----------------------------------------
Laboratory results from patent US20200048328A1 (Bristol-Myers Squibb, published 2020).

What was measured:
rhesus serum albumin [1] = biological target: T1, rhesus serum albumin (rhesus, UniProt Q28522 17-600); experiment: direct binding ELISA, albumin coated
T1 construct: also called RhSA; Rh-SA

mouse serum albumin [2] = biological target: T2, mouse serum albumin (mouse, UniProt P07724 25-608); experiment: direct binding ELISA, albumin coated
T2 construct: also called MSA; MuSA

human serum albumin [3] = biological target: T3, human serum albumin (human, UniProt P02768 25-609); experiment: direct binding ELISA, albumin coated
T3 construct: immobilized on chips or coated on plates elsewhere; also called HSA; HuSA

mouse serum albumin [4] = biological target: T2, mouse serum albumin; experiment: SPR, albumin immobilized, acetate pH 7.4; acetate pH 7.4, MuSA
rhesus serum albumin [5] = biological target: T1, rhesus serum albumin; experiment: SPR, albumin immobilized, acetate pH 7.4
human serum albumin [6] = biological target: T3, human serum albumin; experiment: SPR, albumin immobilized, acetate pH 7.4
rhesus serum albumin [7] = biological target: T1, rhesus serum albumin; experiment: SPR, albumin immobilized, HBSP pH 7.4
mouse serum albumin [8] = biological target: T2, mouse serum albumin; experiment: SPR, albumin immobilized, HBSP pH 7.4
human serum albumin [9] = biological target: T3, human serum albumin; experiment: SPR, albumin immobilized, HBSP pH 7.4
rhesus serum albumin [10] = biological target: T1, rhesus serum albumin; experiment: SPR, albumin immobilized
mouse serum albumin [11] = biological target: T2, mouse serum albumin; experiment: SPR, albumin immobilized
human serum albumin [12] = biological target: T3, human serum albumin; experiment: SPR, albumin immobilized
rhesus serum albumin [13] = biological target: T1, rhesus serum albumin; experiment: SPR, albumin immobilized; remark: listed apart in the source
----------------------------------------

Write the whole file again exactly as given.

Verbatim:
Laboratory results from patent US20200048328A1 (Bristol-Myers Squibb, published 2020).

What was measured:
rhesus serum albumin [1] = biological target: T1, rhesus serum albumin (rhesus, UniProt Q28522 17-600); experiment: direct binding ELISA, albumin coated
T1 construct: also called RhSA; Rh-SA

mouse serum albumin [2] = biological target: T2, mouse serum albumin (mouse, UniProt P07724 25-608); experiment: direct binding ELISA, albumin coated
T2 construct: also called MSA; MuSA

human serum albumin [3] = biological target: T3, human serum albumin (human, UniProt P02768 25-609); experiment: direct binding ELISA, albumin coated
T3 construct: immobilized on chips or coated on plates elsewhere; also called HSA; HuSA

mouse serum albumin [4] = biological target: T2, mouse serum albumin; experiment: SPR, albumin immobilized, acetate pH 7.4; acetate pH 7.4, MuSA
rhesus serum albumin [5] = biological target: T1, rhesus serum albumin; experiment: SPR, albumin immobilized, acetate pH 7.4
human serum albumin [6] = biological target: T3, human serum albumin; experiment: SPR, albumin immobilized, acetate pH 7.4
rhesus serum albumin [7] = biological target: T1, rhesus serum albumin; experiment: SPR, albumin immobilized, HBSP pH 7.4
mouse serum albumin [8] = biological target: T2, mouse serum albumin; experiment: SPR, albumin immobilized, HBSP pH 7.4
human serum albumin [9] = biological target: T3, human serum albumin; experiment: SPR, albumin immobilized, HBSP pH 7.4
rhesus serum albumin [10] = biological target: T1, rhesus serum albumin; experiment: SPR, albumin immobilized
mouse serum albumin [11] = biological target: T2, mouse serum albumin; experiment: SPR, albumin immobilized
human serum albumin [12] = biological target: T3, human serum albumin; experiment: SPR, albumin immobilized
rhesus serum albumin [13] = biological target: T1, rhesus serum albumin; experiment: SPR, albumin immobilized; remark: listed apart in the source